Unpleasant smelling sweat could be sign of trimethylaminuria

This Morning: Dr Zoe outlines common causes of night sweats

With summer fully underway many people will notice that they are sweating more than usual.

A certain amount of sweat is a normal reaction to temperature and movement.

However, others might sweat even more due to conditions such as diabetes and an overactive thyroid.

In some cases though, the odour of your sweat could be more extreme.

According to the NHS, trimethylaminuria is an “uncommon” condition that causes an “unpleasant” rotting fish smell in bodily fluids including sweat.

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“Trimethylaminuria symptoms can be present from birth, but they may not start until later in life, often around puberty,” the health body explains.

“The only symptom is an unpleasant smell, typically of rotting fish – although it can be described as smelling like other things.”

It can affect:

  • Breath
  • Sweat
  • Urine
  • Vaginal fluids.

The odour may be “constant” or may “come and go”, the NHS warns.

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What causes trimethylaminuria?

Trimethylamine is a strong-smelling chemical produced in the gut when bacteria breaks down food.

In most people the body is able to turn trimethylamine into a different chemical that doesn’t smell.

However, in a person with trimethylaminuria the body is unable to do this and the chemical builds up in the body and seeps into fluids such as sweat.

This means trimethylamine builds up in the body and gets into bodily fluids like sweat.

In most cases of trimethylaminuria the sufferer inherits the condition, if both parents carry the FMO3 gene.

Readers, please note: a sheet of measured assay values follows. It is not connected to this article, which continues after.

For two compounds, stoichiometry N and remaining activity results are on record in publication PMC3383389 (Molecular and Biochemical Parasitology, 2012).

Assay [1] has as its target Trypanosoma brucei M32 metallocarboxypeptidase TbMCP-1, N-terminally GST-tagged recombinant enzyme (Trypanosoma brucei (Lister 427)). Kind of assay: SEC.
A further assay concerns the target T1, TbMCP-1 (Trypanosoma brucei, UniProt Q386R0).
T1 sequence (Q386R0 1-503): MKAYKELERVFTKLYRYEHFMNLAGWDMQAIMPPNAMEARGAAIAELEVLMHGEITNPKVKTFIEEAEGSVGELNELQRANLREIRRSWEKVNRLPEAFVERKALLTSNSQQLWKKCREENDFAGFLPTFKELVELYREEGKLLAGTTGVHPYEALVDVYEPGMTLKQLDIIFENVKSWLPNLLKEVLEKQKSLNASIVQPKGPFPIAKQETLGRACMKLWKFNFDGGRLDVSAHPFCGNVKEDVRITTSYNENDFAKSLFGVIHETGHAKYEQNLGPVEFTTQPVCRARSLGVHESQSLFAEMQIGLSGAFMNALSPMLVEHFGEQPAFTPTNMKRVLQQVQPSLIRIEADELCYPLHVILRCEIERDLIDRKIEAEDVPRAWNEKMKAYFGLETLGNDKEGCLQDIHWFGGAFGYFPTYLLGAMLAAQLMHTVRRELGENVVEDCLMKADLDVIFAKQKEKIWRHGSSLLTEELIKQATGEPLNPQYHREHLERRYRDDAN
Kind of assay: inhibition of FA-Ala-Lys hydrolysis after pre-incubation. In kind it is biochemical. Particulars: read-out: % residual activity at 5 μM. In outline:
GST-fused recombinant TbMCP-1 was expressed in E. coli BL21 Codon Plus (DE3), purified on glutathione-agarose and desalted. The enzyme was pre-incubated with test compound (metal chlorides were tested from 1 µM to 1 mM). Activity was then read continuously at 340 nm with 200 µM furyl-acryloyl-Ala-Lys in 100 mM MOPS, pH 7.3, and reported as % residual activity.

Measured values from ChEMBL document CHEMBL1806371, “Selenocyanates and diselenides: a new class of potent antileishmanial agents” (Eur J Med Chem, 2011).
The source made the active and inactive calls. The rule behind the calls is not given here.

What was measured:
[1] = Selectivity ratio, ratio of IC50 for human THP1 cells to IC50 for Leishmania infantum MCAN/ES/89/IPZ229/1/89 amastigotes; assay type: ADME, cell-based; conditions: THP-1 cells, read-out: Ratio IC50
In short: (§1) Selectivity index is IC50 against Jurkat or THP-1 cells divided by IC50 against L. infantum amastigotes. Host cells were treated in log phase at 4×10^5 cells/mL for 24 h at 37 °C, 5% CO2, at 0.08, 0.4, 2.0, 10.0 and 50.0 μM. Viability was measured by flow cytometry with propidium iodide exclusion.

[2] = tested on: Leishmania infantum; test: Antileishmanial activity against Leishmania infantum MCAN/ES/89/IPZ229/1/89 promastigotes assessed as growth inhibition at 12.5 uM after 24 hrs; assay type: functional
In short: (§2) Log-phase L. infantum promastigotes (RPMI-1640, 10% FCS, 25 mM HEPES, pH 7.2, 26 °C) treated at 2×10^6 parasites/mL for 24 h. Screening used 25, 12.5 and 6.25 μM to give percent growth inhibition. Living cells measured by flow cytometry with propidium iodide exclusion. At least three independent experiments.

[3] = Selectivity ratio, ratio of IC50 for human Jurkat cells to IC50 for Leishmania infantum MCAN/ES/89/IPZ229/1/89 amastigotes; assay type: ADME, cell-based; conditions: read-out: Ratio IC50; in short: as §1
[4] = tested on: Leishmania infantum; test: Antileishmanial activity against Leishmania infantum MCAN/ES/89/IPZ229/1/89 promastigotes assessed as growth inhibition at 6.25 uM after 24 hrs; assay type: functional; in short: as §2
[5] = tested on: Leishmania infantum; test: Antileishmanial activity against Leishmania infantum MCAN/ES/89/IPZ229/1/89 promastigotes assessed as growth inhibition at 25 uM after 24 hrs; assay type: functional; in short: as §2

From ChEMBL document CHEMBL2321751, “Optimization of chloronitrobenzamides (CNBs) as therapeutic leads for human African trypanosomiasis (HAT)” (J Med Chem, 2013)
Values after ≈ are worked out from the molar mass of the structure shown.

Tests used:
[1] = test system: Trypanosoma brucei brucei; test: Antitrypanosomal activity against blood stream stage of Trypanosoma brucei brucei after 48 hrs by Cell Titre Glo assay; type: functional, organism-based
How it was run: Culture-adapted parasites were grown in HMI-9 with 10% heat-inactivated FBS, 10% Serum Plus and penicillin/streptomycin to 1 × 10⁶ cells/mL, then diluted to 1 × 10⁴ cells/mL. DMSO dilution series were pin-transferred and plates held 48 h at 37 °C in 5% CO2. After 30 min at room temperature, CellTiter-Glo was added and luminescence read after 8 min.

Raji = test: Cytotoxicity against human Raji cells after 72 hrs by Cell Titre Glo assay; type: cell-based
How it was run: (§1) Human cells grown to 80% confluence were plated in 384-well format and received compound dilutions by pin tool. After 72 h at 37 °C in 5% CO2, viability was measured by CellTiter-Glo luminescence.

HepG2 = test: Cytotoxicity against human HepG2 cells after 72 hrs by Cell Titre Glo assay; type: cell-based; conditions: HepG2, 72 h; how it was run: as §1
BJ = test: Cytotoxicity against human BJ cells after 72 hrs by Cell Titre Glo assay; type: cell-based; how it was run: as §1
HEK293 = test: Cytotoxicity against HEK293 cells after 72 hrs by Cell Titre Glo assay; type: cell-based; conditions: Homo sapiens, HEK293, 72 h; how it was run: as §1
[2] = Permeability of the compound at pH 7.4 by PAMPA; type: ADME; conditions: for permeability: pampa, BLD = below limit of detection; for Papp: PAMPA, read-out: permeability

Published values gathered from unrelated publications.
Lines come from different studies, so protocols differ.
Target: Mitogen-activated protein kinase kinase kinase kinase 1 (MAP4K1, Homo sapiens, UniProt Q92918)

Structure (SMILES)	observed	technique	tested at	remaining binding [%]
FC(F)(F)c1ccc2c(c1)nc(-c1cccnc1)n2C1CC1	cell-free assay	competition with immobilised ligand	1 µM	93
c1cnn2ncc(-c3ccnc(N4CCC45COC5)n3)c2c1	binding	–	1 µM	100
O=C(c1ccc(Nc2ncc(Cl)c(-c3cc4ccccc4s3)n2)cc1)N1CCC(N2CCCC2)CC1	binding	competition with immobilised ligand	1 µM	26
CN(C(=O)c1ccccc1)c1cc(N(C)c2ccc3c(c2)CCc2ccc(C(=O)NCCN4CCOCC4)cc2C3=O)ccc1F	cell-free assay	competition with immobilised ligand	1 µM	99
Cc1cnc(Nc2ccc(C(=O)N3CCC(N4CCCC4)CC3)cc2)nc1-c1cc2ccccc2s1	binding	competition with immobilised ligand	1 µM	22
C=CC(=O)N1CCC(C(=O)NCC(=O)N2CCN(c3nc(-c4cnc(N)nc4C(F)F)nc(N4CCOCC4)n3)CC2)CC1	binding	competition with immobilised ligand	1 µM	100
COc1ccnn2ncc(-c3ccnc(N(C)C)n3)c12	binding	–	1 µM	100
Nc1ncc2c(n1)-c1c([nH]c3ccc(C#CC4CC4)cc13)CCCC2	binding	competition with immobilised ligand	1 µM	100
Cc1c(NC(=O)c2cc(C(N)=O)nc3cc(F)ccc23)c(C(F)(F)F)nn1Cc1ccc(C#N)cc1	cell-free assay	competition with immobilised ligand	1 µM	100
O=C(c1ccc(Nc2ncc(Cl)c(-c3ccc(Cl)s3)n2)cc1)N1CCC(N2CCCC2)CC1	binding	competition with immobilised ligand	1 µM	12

When to see a doctor

The NHS advises seeing your GP if you notice a “strong, unpleasant smell that doesn’t go away”.

Initially they will check for more common causes of the smell such as gum disease, body odour, bacterial vaginosis or a urinary tract infection.

They can check for more common causes, such as body odour, gum disease, a urinary tract infection or bacterial vaginosis.

If you suspect it could be trimethylaminuria it is worth telling your GP as “they may not have heard of it”.

You may need to be referred to a specialist to run tests for the condition.

Although there is no cure, a doctor might prescribe antibiotics or recommend certain supplements that can help with the smell.

The NHS recommends avoiding the following foods for the same reason:

  • Cows’ milk
  • Seafood and shellfish – freshwater fish is fine
  • Eggs
  • Beans
  • Peanuts
  • Liver and kidney
  • Supplements containing lecithin.

It also says avoiding strenuous exercise, finding ways to relax and frequently washing clothes can help.

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